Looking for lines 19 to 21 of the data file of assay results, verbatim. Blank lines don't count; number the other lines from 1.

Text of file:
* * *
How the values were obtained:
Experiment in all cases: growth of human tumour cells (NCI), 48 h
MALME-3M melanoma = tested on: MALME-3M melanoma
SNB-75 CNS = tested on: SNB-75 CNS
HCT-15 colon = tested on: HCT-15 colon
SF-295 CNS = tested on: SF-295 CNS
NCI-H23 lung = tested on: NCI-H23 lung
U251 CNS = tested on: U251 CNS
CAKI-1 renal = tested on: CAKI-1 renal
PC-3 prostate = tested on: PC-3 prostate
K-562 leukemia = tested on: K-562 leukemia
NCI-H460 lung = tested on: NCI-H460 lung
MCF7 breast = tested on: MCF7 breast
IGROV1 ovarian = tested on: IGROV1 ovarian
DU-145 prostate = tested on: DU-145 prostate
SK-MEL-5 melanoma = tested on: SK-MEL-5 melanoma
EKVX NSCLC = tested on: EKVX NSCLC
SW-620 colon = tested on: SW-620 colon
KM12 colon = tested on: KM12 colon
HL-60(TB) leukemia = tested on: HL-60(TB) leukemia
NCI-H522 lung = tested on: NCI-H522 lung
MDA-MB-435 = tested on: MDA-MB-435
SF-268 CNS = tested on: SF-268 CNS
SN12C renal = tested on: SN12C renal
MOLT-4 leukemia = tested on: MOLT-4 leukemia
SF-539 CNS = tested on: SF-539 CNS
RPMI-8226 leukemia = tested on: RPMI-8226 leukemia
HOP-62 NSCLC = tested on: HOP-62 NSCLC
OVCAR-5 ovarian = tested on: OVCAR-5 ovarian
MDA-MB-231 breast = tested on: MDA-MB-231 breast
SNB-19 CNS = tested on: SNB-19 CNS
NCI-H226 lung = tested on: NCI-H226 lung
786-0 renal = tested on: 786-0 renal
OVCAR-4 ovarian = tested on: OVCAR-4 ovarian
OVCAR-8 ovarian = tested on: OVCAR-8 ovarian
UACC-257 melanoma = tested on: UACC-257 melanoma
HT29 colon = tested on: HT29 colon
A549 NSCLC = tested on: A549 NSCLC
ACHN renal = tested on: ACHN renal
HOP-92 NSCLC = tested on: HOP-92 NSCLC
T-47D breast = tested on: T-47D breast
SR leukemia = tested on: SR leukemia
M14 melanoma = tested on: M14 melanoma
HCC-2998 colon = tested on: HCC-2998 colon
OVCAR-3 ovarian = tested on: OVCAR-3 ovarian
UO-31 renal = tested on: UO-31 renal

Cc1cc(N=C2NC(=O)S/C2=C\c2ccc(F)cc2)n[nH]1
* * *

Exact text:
KM12 colon = tested on: KM12 colon
HL-60(TB) leukemia = tested on: HL-60(TB) leukemia
NCI-H522 lung = tested on: NCI-H522 lung